- Try skin to skin contact. Skin to skin contact has been shown to help calm a baby and regulate heart rate. If your baby is having trouble taking the bottle, try skin to skin contact. It may help her to calm down. The closeness may also make her feel secure like she does when she is breastfeeding
- Stay calm. Babies can sense anxiety and if you are anxious about giving her a bottle, she will sense it. If you are anxious about the bottle, step out of the room while someone else gives her the bottle. Make sure whoever is giving her the bottle is calm and makes drinking from a bottle a pleasant experience.
- Practice, practice, practice. Don’t wait until the day you go back to work to give your baby a bottle for the first time. If for some reason your baby won’t take the bottle there is no alternative way to feed her while you are away. The first time you give her a bottle you can walk out of the house but stay close. If she takes the bottle great, if she doesn’t try again later. If she is starving, the breastfeed and try the bottle again later. It may take a lot of practice before your baby takes a bottle.
- Get help. If you notice that your baby is starting to prefer the bottle over the breast, especially when you are the only one around, get help from a lactation consultant. During this time make sure you continue to pump so you can keep your supply up.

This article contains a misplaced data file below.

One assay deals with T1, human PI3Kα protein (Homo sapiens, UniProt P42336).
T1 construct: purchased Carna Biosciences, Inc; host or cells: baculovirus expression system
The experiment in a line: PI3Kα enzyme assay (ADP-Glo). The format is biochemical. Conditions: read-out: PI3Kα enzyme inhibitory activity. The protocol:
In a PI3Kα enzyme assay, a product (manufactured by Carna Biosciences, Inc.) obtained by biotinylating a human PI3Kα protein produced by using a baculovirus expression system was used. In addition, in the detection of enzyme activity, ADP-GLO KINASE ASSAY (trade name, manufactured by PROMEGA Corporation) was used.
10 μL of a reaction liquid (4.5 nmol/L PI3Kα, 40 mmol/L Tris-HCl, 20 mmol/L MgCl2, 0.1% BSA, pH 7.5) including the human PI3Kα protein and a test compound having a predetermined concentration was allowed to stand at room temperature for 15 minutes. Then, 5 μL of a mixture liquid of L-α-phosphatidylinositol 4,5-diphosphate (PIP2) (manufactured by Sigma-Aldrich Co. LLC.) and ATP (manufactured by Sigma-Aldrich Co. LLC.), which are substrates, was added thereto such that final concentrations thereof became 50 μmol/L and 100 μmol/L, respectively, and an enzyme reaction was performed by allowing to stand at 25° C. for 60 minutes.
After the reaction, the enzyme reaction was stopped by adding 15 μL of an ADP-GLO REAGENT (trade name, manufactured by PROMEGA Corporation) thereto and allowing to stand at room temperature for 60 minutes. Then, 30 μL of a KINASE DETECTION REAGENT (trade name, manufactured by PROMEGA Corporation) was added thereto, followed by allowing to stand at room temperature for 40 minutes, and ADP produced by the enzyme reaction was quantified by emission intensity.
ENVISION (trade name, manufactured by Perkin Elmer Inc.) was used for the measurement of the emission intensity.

- Breastfeed regularly. Just because you introduce the bottle doesn’t mean you have to use the bottle all the time. If you are close to your baby make sure you continue to breastfeed. If you go a couple of days without a breastfeeding session your baby may start to reject the breast and prefer the bottle. Try to have at least one time every day that your baby is breastfed and never bottle fed, for example maybe the first feeding in the morning or the last one before bed.
- Your premie may still breastfeed. Don’t worry about your premie getting bottles. Often times their suck mechanism is not fully developed and by the time they reach their due date they may be able to breastfeed. Make sure you are pumping while your baby is in the NICU and consult a lactation consultant when you want to start to try breastfeeding. Even if your baby doesn’t breastfeed you can still pump and give breast milk.
- Use a bottle designed for breastfed babies. There are bottles made for breastfed babies where the nipple mimics the breast to make it easier for babies to switch between bottle and breast.
- Try different bottles. There are so many different types of bottles and nipples. It may take some trial and error and you may have to try several different types of bottles before you find one your baby will take.
- Use slow flow or newborn nipples. This will slow the flow making baby have to continue to work harder for food. When breastfeeding a baby doesn’t get instant gratification, she has to work to get the breasts to let-down the milk, using a slow flow nipple will ensure baby actually has to suck to get the milk instead of it just dripping in her mouth.
Nipple confusion is real, but since there is no way to know which babies will be affected by it and which babies won’t it is best to do everything you can to avoid it in the first place.
Did you have any issues with nipple confusion? Did you do anything to help avoid nipple confusion? If you had issues with nipple confusion, what did you do?